Thursday, August 28, 2014

Religion on Broadway Part II: Repression

Author's note: This is a continuation of my review of The Book of Mormon musical. You can find the first post here: Religion on Broadway Part I: Arrival

Turn It Off perfectly highlights a common problem among Mormons (one we've seen a lot of lately). We have a lot of trouble with just accepting that people have problems and need to work them out. As I have been public about my support of OW and other more liberal ideas, I've been called an apostate and told I'm going to hell for not perfectly following every last word anyone above me ever said.

So jumping back into where we left off, the more experienced elders in Uganda are trying to help Elder Price through his confusion. The district leader takes the lead and compares Price's confusion over missionary work to his own struggle: his gay thoughts.


For this post, you need to at least read the lyrics to Turn it Off, (although I do recommend you listen to the song to hear the talented actors really bring it to life) so here you have the abridged version of the words:
ELDER MCKINLEY:
I got a feeling,
That you could be feeling,
A whole lot better then you feel today
You say you got a problem,
well that's no problem,
It's super easy not to feel that way!

When you start to get confused because of thoughts in your head,
Don't feel those feelings!
Hold them in instead

Turn it off, like a light switch
just go click!
It's a cool little Mormon trick!
We do it all the time
When you're feeling certain feels that just don't feel right
Treat those pesky feelings like a reading light
and turn em off,
Like a light switch just go bap!
Really what's so hard about that?
Turn it off! (Turn it off!)

When I was in fifth grade, I had a friend Steve Blade,
He and I were close as two friends could be
One thing led to another, and soon I would discover,
I was having really strange feelings for Steve

I thought about us, on a deserted Island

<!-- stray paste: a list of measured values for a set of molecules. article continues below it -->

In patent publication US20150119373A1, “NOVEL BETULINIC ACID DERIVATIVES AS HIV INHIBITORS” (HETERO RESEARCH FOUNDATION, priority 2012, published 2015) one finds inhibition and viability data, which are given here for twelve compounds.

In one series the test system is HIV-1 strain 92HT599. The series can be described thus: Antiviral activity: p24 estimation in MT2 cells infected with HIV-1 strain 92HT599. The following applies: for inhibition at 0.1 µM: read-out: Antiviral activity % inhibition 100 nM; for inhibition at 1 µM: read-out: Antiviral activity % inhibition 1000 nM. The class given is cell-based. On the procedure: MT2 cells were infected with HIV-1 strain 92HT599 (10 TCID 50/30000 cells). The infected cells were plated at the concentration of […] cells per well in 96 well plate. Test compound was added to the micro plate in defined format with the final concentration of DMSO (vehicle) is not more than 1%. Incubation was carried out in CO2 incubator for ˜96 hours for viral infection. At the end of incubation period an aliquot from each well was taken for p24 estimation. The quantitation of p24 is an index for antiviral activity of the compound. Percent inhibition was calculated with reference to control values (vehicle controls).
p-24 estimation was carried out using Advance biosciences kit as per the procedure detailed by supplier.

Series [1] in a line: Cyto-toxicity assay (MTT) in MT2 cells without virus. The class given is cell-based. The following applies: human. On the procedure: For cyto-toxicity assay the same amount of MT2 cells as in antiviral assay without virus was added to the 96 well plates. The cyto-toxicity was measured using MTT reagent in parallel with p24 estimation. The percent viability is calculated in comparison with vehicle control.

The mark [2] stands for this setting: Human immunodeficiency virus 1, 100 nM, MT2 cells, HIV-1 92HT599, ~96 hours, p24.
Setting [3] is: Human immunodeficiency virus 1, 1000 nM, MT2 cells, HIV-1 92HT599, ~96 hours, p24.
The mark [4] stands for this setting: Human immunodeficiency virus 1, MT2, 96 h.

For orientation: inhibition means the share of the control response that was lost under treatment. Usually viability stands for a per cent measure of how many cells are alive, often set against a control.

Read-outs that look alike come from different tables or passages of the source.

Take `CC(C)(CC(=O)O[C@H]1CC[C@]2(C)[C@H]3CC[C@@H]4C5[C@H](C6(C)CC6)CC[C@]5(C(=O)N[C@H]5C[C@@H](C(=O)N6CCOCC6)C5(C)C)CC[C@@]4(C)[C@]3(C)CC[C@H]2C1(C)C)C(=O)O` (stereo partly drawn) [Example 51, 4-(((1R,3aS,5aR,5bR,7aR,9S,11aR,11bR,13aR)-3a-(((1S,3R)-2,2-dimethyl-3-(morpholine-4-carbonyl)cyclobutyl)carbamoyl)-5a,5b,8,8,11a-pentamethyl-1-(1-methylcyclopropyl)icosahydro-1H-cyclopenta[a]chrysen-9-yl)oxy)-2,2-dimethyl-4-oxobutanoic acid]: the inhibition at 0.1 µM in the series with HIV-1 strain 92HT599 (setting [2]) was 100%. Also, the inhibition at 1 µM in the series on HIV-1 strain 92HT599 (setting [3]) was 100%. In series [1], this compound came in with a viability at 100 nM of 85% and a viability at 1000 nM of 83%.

We'd swim naked in the sea, and then he'd try and...

WHOA! Turn if off, like a light switch,
there it's gone! (Good for you!)
My hetero side just won!
I'm all better now,
Boys should be with girls that's Heavenly Father's plan
So if you ever feel you'd rather be with a man,
Turn it off.

ELDER PRICE:
Well Elder McKinley, I think its okay that you're having gay thoughts,
just so long as you never act on them.

ELDER MCKINLEY:
No, because then you're just keeping it down,
Like a dimmer switch on low, (On low!)
Thinking nobody needs to know! (Uh oh!)

ELDER PRICE:
But that's not true!

ELDER MCKINLEY:
Being gay is bad, but lying is worse,
So just realize you have a curable curse, turn it off!

ELDER MCKINLEY:
When you're feeling certain feelings that just don't seem right!
Treat those pesky feelings like a reading light!
Turn it off! (Like a light switch, shut it off!)

This song is a perfect example of one of the most interesting aspects of the entire production: the outsider's perspective.

There are so many parts of the show that are so perfect. The garment line under every missionary's shirt. The name tags. The naiveté. The companionship struggles. The general feeling towards being gay. The missionary apartment right down to the picture of Christ hanging above the door.

You know the one.

But there are some parts that are obviously coming from outsiders. Ancient upstate New York. "Praise Christ!" Spooky Mormon Hell Dream (okay, maybe some Mormons have had it; I haven't).

Turn It Off is a funny combination of both. I frequently see in my fellow Mormons that tendency to avoid hard questions and pretend they were never there. They turn it off. I have heard plenty of stories similar to the one in the song about Elder McKinley and his deep-seated need to turn off his feelings for Steve—even stories wherein Bishops and other leaders have recommended "turning off" those feelings. I don't see this everywhere or every time, but it's one of our problems that pops up now and again.

From the outside, these few strange stories combined with the occasional genuinely happy Mormon face in a sad world creates an outsider's perspective that Mormons are taught in Sunday School just how to turn off any and all negativity. While fun and interesting to see, I don't think this is at all an accurate representation of us as a religion. Part of getting to be truly happy is dealing with the negativity head on and overcoming it. We've all had hard or bad times, but with time and concerted effort, it's possible to rise above the bad rather than repressing it.

But repression always ends well!
A part of me wishes I could see the show as a non-Mormon to better understand that outsider view and why they say the things they say about Mormons, but I also want to underscore the fact that my Mormon perspective helps me understand that the writers Trey Parker and Matt Stone are not trying to make fun of Mormons. We're a prop, and my last part will help explain why they really prove in the end how much they love Mormons.

We Mormons are seen as a little strange and needy and may occasionally insist that our way is the best way, and then, sometimes, people believe us. When they do, and the timing is right and everything is working, we help them find a kind of paradise.

To be completed in Part III: Sal Tlay Ka Siti

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Cross-posted to Approaching Justice

2 comments:

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